Kalina Silverman thought she was alone. She was wrong.
As a freshman at Northwestern University, Silverman had a tough time adjusting to life on the Evanston, Illinois campus. While writing an article for her journalism class about her experience, she asked the class of 2016 on Facebook if they had similar experiences, and the stories came flooding in.
"It made me realize that everyone goes through tough stuff and they just don't talk about it," Silverman, now 20, told The Huffington Post in an interview. "Then the next year I was having a really deep conversation with one of my friends and said 'Wow, I wish every conversation could be like this,' and he said how much he hated small talk. Immediately the idea of 'Big Talk' popped into my mind and it grew from there."
Silverman began her project called "Big Talk" where she approaches strangers on the street and films their responses to bigger life questions, like "What do you want to do before you die?" She hopes that by labeling it "Big Talk" the concept won't seem as intimidating as it initially sounds.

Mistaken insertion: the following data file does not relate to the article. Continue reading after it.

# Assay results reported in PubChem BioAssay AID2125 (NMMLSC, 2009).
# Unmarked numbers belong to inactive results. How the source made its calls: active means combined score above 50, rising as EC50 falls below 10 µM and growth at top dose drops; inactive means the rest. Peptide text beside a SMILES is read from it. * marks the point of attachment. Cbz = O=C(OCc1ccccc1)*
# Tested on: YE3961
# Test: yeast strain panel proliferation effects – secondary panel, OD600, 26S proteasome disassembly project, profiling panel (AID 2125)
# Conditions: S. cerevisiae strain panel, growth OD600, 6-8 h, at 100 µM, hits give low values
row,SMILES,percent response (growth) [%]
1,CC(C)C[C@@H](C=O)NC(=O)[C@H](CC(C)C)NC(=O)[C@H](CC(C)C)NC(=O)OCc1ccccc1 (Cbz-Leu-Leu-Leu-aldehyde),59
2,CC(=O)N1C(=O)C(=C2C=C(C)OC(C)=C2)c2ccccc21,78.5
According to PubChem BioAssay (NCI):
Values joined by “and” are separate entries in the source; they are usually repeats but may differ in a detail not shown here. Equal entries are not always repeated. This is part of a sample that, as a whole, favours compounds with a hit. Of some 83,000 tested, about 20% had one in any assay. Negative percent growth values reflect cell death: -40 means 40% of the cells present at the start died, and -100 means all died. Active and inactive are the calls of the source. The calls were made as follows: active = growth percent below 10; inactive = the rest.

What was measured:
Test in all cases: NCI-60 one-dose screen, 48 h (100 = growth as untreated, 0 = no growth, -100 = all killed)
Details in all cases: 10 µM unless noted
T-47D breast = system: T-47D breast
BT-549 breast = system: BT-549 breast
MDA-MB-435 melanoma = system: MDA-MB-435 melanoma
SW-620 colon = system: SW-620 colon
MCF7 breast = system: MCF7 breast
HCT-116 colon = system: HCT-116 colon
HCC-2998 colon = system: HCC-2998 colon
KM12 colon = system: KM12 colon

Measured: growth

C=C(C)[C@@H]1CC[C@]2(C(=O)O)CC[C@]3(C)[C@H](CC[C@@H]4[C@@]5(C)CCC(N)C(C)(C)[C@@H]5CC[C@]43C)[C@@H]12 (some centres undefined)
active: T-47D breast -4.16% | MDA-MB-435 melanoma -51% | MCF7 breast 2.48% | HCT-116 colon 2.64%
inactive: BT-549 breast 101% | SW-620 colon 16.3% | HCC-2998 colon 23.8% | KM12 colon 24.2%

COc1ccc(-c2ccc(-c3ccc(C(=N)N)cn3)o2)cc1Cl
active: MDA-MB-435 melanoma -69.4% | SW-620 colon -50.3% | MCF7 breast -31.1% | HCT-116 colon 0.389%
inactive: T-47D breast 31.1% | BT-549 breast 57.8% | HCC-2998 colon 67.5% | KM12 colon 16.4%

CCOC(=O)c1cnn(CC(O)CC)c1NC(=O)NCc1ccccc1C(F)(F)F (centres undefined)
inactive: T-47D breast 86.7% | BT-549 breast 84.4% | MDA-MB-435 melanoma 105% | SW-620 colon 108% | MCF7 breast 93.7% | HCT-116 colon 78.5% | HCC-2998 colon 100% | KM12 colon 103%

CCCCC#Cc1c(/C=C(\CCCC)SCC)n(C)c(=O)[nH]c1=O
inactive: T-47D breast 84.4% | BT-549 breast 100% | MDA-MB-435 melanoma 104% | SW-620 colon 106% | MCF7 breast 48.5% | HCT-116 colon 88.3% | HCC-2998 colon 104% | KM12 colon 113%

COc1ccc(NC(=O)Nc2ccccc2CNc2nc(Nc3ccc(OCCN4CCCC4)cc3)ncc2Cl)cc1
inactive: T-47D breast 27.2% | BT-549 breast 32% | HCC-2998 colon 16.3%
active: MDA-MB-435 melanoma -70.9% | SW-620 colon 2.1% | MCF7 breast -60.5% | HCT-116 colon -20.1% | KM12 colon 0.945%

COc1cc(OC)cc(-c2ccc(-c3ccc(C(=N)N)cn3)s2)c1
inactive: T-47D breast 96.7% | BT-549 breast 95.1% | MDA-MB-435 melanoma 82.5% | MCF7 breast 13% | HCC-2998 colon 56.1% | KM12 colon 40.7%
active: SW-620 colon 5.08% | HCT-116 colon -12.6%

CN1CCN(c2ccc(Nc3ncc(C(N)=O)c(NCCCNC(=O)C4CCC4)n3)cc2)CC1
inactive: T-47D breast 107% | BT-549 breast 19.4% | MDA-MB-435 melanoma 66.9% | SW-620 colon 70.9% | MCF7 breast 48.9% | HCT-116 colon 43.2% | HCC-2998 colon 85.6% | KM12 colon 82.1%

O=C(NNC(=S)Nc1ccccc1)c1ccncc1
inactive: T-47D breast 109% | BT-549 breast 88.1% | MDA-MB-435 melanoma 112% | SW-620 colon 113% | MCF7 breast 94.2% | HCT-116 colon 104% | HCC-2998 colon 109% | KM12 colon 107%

"My dream for the whole concept is for it to become a social movement where people want to have big talk in every day life," she said. "I'd love to have discussions or groups to talk about these things. I want it to inspire people to go up to strangers and start asking these kind of questions when they meet them."
Her social experiment raked in some seriously emotional responses. Watch the video above to see for yourself.